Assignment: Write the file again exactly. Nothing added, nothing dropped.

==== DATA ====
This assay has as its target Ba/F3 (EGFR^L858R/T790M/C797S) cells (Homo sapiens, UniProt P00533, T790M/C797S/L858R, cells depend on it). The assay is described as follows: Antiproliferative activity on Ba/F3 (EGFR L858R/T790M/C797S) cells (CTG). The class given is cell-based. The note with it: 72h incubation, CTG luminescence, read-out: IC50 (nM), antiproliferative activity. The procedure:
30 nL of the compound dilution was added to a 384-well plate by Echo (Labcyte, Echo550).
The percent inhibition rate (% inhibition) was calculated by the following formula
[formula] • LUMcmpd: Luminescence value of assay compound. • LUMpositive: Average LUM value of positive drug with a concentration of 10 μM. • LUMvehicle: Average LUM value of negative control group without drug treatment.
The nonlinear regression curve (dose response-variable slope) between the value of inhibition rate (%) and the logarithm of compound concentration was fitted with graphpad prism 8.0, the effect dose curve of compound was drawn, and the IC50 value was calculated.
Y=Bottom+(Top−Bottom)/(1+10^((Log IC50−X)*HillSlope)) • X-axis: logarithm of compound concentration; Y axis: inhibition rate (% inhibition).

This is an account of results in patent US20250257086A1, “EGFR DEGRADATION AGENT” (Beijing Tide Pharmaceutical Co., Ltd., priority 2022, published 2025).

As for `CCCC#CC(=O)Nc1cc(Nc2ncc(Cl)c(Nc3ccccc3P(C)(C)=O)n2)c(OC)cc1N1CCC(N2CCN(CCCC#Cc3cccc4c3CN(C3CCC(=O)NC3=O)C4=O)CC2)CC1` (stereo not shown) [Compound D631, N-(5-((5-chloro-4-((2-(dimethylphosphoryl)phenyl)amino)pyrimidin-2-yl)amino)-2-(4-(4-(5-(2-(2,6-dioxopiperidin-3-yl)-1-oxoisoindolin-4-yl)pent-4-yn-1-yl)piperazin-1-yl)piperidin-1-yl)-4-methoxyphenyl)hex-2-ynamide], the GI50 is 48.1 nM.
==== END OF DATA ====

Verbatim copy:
This assay has as its target Ba/F3 (EGFR^L858R/T790M/C797S) cells (Homo sapiens, UniProt P00533, T790M/C797S/L858R, cells depend on it). The assay is described as follows: Antiproliferative activity on Ba/F3 (EGFR L858R/T790M/C797S) cells (CTG). The class given is cell-based. The note with it: 72h incubation, CTG luminescence, read-out: IC50 (nM), antiproliferative activity. The procedure:
30 nL of the compound dilution was added to a 384-well plate by Echo (Labcyte, Echo550).
The percent inhibition rate (% inhibition) was calculated by the following formula
[formula] • LUMcmpd: Luminescence value of assay compound. • LUMpositive: Average LUM value of positive drug with a concentration of 10 μM. • LUMvehicle: Average LUM value of negative control group without drug treatment.
The nonlinear regression curve (dose response-variable slope) between the value of inhibition rate (%) and the logarithm of compound concentration was fitted with graphpad prism 8.0, the effect dose curve of compound was drawn, and the IC50 value was calculated.
Y=Bottom+(Top−Bottom)/(1+10^((Log IC50−X)*HillSlope)) • X-axis: logarithm of compound concentration; Y axis: inhibition rate (% inhibition).

This is an account of results in patent US20250257086A1, “EGFR DEGRADATION AGENT” (Beijing Tide Pharmaceutical Co., Ltd., priority 2022, published 2025).

As for `CCCC#CC(=O)Nc1cc(Nc2ncc(Cl)c(Nc3ccccc3P(C)(C)=O)n2)c(OC)cc1N1CCC(N2CCN(CCCC#Cc3cccc4c3CN(C3CCC(=O)NC3=O)C4=O)CC2)CC1` (stereo not shown) [Compound D631, N-(5-((5-chloro-4-((2-(dimethylphosphoryl)phenyl)amino)pyrimidin-2-yl)amino)-2-(4-(4-(5-(2-(2,6-dioxopiperidin-3-yl)-1-oxoisoindolin-4-yl)pent-4-yn-1-yl)piperazin-1-yl)piperidin-1-yl)-4-methoxyphenyl)hex-2-ynamide], the GI50 is 48.1 nM.